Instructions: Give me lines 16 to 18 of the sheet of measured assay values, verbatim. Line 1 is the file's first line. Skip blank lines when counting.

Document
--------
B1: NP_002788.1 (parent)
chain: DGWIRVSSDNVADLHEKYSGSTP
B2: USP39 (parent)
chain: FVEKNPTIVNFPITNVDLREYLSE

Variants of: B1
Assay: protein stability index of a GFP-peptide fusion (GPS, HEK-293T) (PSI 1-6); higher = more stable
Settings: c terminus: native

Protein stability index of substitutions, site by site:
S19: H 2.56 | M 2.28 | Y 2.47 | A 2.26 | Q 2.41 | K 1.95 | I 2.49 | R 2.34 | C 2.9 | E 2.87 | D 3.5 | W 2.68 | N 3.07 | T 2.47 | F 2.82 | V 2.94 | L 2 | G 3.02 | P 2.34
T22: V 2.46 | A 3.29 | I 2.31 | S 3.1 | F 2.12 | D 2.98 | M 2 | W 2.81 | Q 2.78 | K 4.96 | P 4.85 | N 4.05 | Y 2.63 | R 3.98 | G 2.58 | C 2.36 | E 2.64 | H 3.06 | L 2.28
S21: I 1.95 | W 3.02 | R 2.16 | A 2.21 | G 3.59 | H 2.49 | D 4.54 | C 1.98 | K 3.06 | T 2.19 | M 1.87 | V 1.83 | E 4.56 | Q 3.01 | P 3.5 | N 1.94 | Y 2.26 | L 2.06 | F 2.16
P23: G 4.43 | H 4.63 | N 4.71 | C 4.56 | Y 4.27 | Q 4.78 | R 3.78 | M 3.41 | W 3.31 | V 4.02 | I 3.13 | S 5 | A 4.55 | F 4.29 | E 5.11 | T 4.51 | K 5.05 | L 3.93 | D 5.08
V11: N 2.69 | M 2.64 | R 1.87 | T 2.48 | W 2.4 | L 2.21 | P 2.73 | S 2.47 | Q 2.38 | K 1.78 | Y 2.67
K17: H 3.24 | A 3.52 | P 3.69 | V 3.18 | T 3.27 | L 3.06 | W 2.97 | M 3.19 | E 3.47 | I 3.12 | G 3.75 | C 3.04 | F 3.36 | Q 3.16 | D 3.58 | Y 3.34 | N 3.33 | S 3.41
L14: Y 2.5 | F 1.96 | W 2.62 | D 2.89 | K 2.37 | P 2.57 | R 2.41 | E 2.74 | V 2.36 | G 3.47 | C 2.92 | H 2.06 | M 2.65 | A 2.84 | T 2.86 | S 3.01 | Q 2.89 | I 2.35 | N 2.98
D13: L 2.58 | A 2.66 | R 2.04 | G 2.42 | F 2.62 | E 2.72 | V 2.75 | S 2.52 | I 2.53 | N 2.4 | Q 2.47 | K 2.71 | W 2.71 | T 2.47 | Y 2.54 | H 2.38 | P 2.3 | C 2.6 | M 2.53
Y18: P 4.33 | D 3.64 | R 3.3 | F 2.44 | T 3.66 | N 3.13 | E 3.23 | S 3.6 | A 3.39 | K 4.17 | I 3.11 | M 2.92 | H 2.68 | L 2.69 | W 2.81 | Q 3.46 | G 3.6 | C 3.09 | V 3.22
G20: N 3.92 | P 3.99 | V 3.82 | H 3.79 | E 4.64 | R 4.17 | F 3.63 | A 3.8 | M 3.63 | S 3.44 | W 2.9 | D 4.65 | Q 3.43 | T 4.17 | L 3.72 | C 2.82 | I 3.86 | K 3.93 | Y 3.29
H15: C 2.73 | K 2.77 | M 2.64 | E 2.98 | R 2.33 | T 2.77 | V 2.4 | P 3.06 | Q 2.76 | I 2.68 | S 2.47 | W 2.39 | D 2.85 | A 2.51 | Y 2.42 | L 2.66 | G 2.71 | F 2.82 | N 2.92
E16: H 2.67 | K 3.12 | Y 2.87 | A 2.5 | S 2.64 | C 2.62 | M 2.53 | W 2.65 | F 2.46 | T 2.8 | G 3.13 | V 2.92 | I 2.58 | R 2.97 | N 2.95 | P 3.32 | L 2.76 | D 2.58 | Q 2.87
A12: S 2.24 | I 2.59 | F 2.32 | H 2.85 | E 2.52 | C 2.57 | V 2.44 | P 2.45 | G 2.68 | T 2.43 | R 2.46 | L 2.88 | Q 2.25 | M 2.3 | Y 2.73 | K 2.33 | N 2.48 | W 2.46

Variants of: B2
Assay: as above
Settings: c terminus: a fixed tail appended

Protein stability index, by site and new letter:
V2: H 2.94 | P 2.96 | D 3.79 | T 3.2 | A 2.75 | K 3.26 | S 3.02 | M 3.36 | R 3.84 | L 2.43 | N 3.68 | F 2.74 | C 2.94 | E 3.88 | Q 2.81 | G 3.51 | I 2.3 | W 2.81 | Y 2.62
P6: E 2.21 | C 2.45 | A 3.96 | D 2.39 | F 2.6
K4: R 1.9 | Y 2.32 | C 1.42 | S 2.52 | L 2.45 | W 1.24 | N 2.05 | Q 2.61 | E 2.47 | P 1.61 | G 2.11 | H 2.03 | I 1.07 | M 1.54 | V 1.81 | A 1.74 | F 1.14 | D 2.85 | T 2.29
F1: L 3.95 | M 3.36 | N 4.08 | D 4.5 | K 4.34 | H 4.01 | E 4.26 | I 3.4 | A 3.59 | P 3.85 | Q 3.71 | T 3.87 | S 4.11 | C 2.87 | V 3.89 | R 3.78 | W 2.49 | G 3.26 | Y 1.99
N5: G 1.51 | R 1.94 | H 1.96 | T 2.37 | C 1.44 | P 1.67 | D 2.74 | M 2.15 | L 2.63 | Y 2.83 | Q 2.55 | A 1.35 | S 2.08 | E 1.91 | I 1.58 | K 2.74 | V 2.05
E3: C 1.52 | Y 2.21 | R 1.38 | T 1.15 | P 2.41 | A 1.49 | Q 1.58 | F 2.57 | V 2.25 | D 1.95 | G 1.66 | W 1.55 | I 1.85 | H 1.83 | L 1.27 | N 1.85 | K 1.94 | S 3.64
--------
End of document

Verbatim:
D13: L 2.58 | A 2.66 | R 2.04 | G 2.42 | F 2.62 | E 2.72 | V 2.75 | S 2.52 | I 2.53 | N 2.4 | Q 2.47 | K 2.71 | W 2.71 | T 2.47 | Y 2.54 | H 2.38 | P 2.3 | C 2.6 | M 2.53
Y18: P 4.33 | D 3.64 | R 3.3 | F 2.44 | T 3.66 | N 3.13 | E 3.23 | S 3.6 | A 3.39 | K 4.17 | I 3.11 | M 2.92 | H 2.68 | L 2.69 | W 2.81 | Q 3.46 | G 3.6 | C 3.09 | V 3.22
G20: N 3.92 | P 3.99 | V 3.82 | H 3.79 | E 4.64 | R 4.17 | F 3.63 | A 3.8 | M 3.63 | S 3.44 | W 2.9 | D 4.65 | Q 3.43 | T 4.17 | L 3.72 | C 2.82 | I 3.86 | K 3.93 | Y 3.29